How to Choose the Best Home Coffee Grinder
Whether you’re planning to upgrade from a blade or just buying your first grinder, you’ll find there is a huge range of options on the market. So how do you know which is the best burr coffee grinder for you? Here are a few tips on how to choose a coffee grinder.
|Baratza Encore Conical Burr grinder||
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|Cuisinart DBM-8 Supreme Grind||
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|Breville Smart Grinder Pro||
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|Baratza Sette 270 Conical Burr Coffee Grinder||
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|Fellow Ode Brew Grinder||
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|Bodum Bistro Burr Grinder||
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|KRUPS Precision Flat Burr Grinder||
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- 4.7 x 6.3 x 13.8 inches
- 225 g
- 6 x 7.1 x 10.8 inches
- 5.1 x 2.2 x 7.1 inches
- 8.5 x 12.5 x 16.3 inches
- 5.1 x 9.5 x 15 inches
- 6.8 x 11.8 x 14.8 inches
- 4.7 x 9.5 x 9.4 inches
- 7.8 x 5 x 10.5 inches
- 7.1 x 7.6 x 12.5 inches
- 4.3 x 7.2 x 10.4 inches
Why burr grinders are better than blade grinders
Let’s start with why you should be choosing a burr grinder in the first place. If you’re shopping around, particularly for a budget grinder, you’ll see blade grinders and burr grinders on offer. The truth is, only one of these is a true grinder.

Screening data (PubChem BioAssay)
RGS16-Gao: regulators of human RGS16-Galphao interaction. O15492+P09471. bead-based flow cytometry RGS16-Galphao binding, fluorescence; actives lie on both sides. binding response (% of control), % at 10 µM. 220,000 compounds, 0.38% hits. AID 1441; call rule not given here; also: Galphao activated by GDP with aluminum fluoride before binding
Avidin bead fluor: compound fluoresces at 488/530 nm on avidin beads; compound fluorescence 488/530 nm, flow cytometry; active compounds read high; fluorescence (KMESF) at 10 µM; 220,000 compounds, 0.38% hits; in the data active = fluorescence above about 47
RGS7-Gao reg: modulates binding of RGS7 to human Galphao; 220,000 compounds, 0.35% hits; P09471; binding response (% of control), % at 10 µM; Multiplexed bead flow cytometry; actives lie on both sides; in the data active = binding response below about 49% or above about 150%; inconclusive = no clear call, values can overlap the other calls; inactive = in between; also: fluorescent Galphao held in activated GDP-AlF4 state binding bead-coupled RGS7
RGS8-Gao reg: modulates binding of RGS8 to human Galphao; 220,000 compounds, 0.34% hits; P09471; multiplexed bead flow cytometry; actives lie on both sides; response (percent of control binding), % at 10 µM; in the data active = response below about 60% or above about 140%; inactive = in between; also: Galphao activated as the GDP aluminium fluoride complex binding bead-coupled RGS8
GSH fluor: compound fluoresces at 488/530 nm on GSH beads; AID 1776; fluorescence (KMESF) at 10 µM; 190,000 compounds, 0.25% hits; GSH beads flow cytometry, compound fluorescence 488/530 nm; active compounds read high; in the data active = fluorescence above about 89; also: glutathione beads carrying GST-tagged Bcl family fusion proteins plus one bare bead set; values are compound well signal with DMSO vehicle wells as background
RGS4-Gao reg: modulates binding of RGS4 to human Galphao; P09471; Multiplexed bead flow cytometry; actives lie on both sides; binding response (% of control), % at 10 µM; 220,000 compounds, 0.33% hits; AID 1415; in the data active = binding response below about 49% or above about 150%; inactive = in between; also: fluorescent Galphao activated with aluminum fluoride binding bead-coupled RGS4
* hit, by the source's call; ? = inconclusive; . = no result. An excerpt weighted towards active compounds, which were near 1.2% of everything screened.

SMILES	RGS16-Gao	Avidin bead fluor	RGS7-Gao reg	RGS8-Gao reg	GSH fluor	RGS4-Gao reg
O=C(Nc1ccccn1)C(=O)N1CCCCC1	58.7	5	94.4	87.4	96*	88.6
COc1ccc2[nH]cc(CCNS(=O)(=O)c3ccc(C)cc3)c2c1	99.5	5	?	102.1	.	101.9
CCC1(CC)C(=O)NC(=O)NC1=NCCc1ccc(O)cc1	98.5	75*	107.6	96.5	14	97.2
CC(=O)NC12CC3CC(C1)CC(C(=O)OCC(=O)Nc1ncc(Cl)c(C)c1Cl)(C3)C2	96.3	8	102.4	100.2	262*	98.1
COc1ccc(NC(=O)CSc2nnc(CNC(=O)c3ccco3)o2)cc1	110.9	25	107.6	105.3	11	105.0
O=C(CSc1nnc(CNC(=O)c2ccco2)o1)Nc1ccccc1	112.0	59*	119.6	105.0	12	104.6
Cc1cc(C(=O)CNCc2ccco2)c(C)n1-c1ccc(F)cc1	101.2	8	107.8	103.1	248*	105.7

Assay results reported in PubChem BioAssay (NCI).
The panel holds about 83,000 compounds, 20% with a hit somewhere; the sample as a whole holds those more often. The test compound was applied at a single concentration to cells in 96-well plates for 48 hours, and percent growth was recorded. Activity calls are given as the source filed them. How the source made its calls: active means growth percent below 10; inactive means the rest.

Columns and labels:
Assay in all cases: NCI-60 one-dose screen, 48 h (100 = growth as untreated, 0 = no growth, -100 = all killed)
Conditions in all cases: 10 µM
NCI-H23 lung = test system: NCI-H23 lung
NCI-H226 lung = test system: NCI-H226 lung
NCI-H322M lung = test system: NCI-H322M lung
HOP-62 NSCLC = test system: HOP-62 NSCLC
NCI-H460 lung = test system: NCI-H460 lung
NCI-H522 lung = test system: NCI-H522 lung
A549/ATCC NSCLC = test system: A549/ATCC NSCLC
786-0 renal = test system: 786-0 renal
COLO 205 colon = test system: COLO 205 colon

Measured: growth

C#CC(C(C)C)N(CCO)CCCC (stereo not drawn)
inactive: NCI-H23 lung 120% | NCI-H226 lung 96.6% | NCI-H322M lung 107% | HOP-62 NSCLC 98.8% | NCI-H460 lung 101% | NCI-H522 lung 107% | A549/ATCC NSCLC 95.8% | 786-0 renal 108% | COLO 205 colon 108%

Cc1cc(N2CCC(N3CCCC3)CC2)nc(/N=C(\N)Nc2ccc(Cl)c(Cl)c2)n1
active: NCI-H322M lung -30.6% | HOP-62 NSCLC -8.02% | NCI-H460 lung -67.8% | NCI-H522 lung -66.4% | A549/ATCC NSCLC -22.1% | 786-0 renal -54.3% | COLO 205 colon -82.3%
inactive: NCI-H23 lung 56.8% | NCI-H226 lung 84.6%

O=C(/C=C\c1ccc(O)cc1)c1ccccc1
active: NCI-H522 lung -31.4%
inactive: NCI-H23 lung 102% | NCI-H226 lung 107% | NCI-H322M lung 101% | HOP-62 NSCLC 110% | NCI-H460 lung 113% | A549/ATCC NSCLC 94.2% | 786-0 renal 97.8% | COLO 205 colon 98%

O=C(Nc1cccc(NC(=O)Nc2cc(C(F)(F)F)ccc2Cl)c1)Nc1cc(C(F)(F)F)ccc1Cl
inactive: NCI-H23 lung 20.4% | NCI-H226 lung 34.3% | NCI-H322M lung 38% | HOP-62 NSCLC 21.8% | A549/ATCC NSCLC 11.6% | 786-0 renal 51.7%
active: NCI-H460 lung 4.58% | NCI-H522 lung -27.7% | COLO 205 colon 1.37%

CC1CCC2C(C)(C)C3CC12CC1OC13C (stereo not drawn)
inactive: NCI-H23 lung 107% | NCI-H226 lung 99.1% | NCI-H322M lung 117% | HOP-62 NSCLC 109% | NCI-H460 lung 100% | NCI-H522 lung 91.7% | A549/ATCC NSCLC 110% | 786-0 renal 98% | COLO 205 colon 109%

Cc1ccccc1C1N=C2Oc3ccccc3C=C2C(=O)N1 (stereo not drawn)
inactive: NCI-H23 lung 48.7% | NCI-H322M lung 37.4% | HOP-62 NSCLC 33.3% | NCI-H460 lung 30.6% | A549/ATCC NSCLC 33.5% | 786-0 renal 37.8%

Blade grinders essentially work as a food processor, chopping your beans with sharp blades rather than grinding them. So why is this bad for coffee? This creates a very inconsistent grind, with some larger particles and some smaller particles. Try brewing with these grounds, and you’re going to end up with an unbalanced cup of joe, with both the sourness of under-extracted coffee and the muddiness of over-extracted coffee.
You won’t also have the ability to select your preferred grind size, and you only have the option to grind longer for finer grinds. When you get the majority of the grounds to the size you want, you will chop the smaller particles to powder.
The appeal of blade grinders is that they’re cheap and fast, but fast isn’t necessarily a good thing here. The power required to keep those blades whizzing at high speed can generate heat, which will alter the aroma and flavor of your beans (3).
The best coffee grinders are always burr grinders as they create a consistent grind by design. The mechanism consists of two discs or cones set at a specific distance apart, and this distance determines the particle size for the ground coffee as the beans get crushed between them. Grinding longer will not make the beans any finer, as the distance between the burrs doesn’t change during the grinding process.
The burr design also allows you to choose the size of grind that you want by adjusting the distance between the burrs. Grind size varies significantly depending on your brewing method, so changing the size is essential.
Burr grinders are more expensive, but they last a lot longer, so in the long run, you’re getting much better value for money.